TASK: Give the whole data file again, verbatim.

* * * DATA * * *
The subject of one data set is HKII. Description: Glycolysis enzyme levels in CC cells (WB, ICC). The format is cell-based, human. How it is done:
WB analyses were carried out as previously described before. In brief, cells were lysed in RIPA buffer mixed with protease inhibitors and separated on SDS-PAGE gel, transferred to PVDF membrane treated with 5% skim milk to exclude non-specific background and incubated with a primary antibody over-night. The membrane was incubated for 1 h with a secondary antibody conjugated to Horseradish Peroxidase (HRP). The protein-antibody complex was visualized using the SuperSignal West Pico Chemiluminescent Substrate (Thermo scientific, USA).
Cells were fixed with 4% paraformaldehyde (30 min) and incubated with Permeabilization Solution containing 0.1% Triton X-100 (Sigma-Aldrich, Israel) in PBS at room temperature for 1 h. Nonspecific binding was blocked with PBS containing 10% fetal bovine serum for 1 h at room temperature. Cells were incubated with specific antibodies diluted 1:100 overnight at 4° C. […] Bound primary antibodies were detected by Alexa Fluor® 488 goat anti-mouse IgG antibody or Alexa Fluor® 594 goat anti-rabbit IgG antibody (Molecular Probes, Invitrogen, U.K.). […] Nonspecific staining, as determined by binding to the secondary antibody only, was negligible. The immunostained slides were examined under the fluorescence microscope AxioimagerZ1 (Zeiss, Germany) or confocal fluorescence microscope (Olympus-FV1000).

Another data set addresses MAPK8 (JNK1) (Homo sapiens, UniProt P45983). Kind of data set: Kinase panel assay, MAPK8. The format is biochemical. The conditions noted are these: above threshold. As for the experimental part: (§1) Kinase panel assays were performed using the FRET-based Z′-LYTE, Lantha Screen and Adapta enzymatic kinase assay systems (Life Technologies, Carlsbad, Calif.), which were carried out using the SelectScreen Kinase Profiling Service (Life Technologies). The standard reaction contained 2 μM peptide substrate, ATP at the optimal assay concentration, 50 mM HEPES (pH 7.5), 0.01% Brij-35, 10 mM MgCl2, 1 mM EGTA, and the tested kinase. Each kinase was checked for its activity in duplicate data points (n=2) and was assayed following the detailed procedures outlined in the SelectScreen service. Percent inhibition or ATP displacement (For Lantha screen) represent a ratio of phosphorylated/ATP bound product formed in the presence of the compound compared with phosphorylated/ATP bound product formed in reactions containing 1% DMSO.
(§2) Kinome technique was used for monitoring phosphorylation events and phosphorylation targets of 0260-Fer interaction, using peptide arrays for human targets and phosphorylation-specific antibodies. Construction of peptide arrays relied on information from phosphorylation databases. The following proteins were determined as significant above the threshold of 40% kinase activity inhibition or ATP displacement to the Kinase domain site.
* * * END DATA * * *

The subject of one data set is HKII. Description: Glycolysis enzyme levels in CC cells (WB, ICC). The format is cell-based, human. How it is done:
WB analyses were carried out as previously described before. In brief, cells were lysed in RIPA buffer mixed with protease inhibitors and separated on SDS-PAGE gel, transferred to PVDF membrane treated with 5% skim milk to exclude non-specific background and incubated with a primary antibody over-night. The membrane was incubated for 1 h with a secondary antibody conjugated to Horseradish Peroxidase (HRP). The protein-antibody complex was visualized using the SuperSignal West Pico Chemiluminescent Substrate (Thermo scientific, USA).
Cells were fixed with 4% paraformaldehyde (30 min) and incubated with Permeabilization Solution containing 0.1% Triton X-100 (Sigma-Aldrich, Israel) in PBS at room temperature for 1 h. Nonspecific binding was blocked with PBS containing 10% fetal bovine serum for 1 h at room temperature. Cells were incubated with specific antibodies diluted 1:100 overnight at 4° C. […] Bound primary antibodies were detected by Alexa Fluor® 488 goat anti-mouse IgG antibody or Alexa Fluor® 594 goat anti-rabbit IgG antibody (Molecular Probes, Invitrogen, U.K.). […] Nonspecific staining, as determined by binding to the secondary antibody only, was negligible. The immunostained slides were examined under the fluorescence microscope AxioimagerZ1 (Zeiss, Germany) or confocal fluorescence microscope (Olympus-FV1000).

Another data set addresses MAPK8 (JNK1) (Homo sapiens, UniProt P45983). Kind of data set: Kinase panel assay, MAPK8. The format is biochemical. The conditions noted are these: above threshold. As for the experimental part: (§1) Kinase panel assays were performed using the FRET-based Z′-LYTE, Lantha Screen and Adapta enzymatic kinase assay systems (Life Technologies, Carlsbad, Calif.), which were carried out using the SelectScreen Kinase Profiling Service (Life Technologies). The standard reaction contained 2 μM peptide substrate, ATP at the optimal assay concentration, 50 mM HEPES (pH 7.5), 0.01% Brij-35, 10 mM MgCl2, 1 mM EGTA, and the tested kinase. Each kinase was checked for its activity in duplicate data points (n=2) and was assayed following the detailed procedures outlined in the SelectScreen service. Percent inhibition or ATP displacement (For Lantha screen) represent a ratio of phosphorylated/ATP bound product formed in the presence of the compound compared with phosphorylated/ATP bound product formed in reactions containing 1% DMSO.
(§2) Kinome technique was used for monitoring phosphorylation events and phosphorylation targets of 0260-Fer interaction, using peptide arrays for human targets and phosphorylation-specific antibodies. Construction of peptide arrays relied on information from phosphorylation databases. The following proteins were determined as significant above the threshold of 40% kinase activity inhibition or ATP displacement to the Kinase domain site.